There go I

I had some sad news this morning. It came out of nowhere.

Someone I have known for several years, someone very talented and genuinely prayerful and good, entered rehab for a gambling addiction. For several moments, I was stunned.

As I try to wrap my head around this information, clichés drop in and out of my consciousness and sorrow. The default reassurance is the refrain in my head: There go I, but for the grace of God.

But no. No! I cannot comfort my soul at the expense of anyone. For in fact, there go I.

I am that person entering the door of one rehab haven or another, emptying pockets, shedding one life for another, feeling guilt, desperation, unworthiness and shame. Wanting to be alone just to cry.

I am that person, for I, too, am weak and human and in need of grace.

There go I.

There go I but for the grace of God may be true, but this phrase does not free me to be a friend, a neighbor.

This saying can let me walk away.

But am I coming or going?

There go I.

I, too, am a human being in need of as much forgiveness, grace, and love, as the next.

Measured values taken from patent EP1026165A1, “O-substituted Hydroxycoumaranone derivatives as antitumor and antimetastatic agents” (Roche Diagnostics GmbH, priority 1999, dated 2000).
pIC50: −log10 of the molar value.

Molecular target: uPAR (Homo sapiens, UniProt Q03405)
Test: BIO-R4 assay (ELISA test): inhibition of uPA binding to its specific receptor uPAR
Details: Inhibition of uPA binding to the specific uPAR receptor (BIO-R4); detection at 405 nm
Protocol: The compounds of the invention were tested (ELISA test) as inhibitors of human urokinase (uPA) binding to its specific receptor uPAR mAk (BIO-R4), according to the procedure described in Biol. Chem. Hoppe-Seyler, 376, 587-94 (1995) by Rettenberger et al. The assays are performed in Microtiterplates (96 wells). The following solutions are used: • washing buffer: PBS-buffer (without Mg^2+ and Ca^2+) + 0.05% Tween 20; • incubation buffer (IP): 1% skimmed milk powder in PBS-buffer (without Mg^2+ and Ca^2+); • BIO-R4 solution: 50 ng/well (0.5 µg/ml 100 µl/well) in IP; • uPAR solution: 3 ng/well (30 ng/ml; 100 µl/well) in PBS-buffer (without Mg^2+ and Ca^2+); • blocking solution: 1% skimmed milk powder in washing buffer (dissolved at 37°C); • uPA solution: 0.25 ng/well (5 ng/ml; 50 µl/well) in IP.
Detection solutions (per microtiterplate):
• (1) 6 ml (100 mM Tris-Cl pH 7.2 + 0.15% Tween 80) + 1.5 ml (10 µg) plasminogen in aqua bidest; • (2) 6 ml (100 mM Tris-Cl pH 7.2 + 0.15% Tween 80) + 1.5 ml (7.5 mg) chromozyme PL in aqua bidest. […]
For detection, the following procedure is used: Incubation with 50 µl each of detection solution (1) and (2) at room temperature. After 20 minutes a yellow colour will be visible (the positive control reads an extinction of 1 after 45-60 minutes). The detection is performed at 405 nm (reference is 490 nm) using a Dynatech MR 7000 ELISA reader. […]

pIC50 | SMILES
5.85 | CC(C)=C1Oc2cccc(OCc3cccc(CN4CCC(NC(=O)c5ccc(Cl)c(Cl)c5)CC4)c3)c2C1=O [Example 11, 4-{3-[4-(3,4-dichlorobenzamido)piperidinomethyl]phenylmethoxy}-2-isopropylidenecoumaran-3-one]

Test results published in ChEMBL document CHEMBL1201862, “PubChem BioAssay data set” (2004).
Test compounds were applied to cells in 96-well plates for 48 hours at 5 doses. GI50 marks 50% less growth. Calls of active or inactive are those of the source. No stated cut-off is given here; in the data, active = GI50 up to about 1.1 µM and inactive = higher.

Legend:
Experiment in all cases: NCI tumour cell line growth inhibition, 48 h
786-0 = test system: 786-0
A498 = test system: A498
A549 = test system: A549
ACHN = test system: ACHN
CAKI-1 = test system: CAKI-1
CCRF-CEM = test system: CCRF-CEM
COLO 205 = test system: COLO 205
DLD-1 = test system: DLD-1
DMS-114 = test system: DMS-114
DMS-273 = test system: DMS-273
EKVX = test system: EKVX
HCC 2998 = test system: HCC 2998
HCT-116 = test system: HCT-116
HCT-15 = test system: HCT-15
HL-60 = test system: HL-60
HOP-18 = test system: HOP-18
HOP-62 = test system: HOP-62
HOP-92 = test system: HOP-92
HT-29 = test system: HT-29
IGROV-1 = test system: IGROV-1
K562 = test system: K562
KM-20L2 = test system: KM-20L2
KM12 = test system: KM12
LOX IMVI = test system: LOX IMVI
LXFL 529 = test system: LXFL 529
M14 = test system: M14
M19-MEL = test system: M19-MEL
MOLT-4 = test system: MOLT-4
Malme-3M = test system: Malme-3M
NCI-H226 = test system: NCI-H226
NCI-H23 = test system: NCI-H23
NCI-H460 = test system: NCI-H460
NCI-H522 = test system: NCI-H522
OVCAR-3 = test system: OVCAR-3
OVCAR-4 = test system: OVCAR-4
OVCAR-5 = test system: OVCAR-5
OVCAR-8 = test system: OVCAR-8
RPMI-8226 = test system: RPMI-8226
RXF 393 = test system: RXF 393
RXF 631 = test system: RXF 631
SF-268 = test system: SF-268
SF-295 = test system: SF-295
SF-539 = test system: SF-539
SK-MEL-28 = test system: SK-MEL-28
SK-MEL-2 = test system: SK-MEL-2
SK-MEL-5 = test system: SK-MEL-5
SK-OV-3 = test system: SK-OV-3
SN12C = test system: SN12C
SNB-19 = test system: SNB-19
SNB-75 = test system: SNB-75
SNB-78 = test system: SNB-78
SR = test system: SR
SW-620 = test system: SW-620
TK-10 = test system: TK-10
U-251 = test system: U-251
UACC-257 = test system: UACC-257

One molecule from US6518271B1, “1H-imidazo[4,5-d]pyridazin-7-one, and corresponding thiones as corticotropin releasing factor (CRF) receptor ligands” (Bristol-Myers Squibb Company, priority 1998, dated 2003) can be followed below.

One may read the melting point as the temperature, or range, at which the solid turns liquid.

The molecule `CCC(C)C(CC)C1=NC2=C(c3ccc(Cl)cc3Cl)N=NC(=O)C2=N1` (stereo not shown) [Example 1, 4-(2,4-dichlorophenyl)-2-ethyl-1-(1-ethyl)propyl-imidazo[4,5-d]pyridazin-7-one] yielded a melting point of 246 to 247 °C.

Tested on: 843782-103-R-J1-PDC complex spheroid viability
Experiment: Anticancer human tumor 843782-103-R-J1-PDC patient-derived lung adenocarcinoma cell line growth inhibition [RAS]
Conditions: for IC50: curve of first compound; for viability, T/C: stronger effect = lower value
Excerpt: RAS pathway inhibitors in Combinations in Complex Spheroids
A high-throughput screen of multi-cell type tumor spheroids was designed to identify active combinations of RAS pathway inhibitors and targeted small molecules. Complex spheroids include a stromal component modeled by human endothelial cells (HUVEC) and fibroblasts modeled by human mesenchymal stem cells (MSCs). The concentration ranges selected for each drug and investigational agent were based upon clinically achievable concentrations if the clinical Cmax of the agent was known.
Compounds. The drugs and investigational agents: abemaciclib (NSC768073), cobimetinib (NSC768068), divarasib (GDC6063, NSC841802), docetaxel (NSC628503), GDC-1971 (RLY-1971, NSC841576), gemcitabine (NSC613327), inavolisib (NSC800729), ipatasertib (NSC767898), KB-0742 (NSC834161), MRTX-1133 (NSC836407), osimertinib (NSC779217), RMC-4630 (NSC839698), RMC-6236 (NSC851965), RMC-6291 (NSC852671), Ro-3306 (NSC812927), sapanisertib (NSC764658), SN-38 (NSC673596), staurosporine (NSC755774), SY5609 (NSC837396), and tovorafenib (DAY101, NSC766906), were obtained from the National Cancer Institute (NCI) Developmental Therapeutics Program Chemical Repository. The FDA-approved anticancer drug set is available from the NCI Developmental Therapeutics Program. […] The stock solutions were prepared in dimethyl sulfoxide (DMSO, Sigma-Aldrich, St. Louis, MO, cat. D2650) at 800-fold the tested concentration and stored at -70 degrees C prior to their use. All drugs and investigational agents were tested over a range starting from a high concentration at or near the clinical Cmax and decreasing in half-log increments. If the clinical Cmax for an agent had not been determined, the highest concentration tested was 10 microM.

There go I.

And when Christ seems most distant and hope as remote as the illusive rainbow, like right now, my favorite Gospel passage pushes through from my heart's memory, "Were not our hearts burning within us as he walked with us along the way?" (Luke 24:32)

There go I.

I pray that my friend will join the disciples, me, and all of us who rise, fall, see, listen, doubt, believe, weep, and rise again to make amends, on this dusty, Emmaus walk.

May my friend feel Christ burning within, for this is grace, and grace can be enough.

The Emmaus walk is a crowded street. And there is always room for one more. There is enough Christ-fire for all.

There we go.

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